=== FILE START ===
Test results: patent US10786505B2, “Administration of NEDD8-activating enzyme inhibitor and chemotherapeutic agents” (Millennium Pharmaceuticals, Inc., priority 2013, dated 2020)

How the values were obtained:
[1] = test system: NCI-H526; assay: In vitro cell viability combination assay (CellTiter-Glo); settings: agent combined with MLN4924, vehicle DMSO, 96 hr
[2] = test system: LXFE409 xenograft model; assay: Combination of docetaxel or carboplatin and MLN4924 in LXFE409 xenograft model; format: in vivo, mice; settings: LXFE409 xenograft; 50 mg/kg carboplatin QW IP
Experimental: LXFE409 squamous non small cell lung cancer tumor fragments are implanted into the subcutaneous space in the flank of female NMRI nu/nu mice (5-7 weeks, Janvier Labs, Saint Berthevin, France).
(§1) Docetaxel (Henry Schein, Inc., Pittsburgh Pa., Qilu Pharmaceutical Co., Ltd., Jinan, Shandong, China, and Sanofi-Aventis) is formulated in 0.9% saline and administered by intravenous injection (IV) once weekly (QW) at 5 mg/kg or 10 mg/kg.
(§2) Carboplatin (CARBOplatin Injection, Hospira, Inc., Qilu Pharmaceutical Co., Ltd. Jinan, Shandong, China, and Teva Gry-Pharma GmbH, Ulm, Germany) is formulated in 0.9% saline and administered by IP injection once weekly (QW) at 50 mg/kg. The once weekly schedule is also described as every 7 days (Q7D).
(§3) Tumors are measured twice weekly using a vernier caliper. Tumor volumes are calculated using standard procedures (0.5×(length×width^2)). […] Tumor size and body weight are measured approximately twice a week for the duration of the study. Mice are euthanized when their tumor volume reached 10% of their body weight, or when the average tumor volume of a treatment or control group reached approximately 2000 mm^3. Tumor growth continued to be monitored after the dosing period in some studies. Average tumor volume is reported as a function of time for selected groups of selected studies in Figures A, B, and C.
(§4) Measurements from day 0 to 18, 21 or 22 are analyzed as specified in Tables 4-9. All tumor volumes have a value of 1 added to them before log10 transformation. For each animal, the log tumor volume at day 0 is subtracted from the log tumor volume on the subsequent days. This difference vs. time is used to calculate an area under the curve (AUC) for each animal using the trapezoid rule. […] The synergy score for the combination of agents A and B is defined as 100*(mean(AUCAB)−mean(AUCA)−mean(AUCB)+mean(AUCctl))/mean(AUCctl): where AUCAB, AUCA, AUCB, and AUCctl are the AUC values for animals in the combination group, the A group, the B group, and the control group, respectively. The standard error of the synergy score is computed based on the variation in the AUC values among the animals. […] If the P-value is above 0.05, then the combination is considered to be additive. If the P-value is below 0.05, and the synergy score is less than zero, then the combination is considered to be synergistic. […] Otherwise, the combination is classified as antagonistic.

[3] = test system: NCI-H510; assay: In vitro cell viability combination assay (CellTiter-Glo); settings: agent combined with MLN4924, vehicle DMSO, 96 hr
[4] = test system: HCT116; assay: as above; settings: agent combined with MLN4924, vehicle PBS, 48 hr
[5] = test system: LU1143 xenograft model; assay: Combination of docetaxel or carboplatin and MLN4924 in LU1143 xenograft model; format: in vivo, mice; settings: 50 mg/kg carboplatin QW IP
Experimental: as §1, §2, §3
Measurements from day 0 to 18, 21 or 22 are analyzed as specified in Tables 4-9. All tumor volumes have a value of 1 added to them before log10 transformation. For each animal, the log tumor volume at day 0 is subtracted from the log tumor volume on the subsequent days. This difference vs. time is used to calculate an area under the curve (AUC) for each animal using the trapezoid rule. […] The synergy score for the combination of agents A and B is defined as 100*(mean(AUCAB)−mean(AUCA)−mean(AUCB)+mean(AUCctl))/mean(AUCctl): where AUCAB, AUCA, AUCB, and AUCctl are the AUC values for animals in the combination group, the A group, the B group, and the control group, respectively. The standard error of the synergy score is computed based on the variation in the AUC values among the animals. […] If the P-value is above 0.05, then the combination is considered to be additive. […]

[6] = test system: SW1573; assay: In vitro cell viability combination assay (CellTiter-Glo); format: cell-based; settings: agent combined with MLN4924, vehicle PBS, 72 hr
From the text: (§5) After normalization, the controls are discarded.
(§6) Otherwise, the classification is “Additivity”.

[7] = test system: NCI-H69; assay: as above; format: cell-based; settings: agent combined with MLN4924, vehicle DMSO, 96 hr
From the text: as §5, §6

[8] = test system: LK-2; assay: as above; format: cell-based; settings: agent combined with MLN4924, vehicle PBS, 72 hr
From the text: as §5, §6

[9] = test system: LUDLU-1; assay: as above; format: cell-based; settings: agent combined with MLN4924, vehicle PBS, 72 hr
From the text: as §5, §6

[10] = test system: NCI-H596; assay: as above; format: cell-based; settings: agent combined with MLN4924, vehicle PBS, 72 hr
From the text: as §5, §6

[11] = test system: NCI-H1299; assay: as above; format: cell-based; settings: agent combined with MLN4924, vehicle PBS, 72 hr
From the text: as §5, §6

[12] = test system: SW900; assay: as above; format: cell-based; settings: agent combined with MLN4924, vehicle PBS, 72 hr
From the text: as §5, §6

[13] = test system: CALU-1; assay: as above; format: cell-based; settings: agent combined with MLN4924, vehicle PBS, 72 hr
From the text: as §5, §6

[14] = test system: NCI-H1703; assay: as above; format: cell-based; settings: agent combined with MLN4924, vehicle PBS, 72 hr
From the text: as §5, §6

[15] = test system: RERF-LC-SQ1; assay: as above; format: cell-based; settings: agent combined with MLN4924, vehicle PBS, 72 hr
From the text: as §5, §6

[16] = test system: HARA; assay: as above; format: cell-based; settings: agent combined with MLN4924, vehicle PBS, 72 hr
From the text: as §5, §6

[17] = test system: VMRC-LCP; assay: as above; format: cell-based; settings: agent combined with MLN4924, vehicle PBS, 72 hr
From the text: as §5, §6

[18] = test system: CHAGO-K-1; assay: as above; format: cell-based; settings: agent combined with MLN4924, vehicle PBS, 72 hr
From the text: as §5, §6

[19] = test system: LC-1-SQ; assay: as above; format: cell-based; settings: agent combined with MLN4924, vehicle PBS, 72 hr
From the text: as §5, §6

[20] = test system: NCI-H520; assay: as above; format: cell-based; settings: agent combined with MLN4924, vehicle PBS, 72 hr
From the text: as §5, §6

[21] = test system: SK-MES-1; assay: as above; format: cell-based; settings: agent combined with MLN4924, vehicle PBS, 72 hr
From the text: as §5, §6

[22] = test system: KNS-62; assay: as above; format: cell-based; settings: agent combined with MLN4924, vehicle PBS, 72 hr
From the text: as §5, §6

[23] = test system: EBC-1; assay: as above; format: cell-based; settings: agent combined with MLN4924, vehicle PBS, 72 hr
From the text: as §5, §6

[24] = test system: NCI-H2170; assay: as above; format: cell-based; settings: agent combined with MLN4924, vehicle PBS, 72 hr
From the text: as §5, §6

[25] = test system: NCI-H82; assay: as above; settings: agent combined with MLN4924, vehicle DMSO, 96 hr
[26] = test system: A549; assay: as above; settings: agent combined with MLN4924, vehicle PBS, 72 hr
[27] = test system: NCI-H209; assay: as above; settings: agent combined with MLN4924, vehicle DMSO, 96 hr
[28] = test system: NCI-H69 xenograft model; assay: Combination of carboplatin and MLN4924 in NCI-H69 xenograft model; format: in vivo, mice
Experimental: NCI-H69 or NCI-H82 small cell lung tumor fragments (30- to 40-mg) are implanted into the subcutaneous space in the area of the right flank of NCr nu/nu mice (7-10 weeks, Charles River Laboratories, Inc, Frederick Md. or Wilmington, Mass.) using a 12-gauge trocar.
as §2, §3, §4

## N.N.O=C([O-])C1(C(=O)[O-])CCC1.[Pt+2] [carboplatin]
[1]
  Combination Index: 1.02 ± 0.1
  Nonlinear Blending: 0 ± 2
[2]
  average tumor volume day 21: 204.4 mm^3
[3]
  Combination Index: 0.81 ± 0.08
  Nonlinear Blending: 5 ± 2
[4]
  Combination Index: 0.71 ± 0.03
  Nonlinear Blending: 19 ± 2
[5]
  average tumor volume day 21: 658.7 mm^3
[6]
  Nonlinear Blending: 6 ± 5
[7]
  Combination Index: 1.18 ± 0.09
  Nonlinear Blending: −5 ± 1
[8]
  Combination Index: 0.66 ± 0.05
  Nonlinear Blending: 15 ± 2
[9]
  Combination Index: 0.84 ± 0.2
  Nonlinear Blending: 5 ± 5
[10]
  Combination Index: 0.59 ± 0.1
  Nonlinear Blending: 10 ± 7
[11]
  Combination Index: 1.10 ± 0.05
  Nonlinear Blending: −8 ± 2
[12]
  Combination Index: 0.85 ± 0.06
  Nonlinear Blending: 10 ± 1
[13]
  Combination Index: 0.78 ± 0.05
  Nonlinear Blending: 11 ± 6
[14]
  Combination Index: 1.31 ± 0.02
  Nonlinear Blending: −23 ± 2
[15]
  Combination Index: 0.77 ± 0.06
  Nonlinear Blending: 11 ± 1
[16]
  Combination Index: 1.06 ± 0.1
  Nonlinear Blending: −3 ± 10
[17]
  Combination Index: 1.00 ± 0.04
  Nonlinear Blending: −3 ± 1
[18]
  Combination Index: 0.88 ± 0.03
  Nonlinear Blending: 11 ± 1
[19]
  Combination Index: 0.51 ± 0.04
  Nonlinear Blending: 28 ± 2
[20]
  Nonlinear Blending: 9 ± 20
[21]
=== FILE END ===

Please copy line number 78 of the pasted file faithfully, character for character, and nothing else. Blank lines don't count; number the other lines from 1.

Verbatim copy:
  Nonlinear Blending: −5 ± 1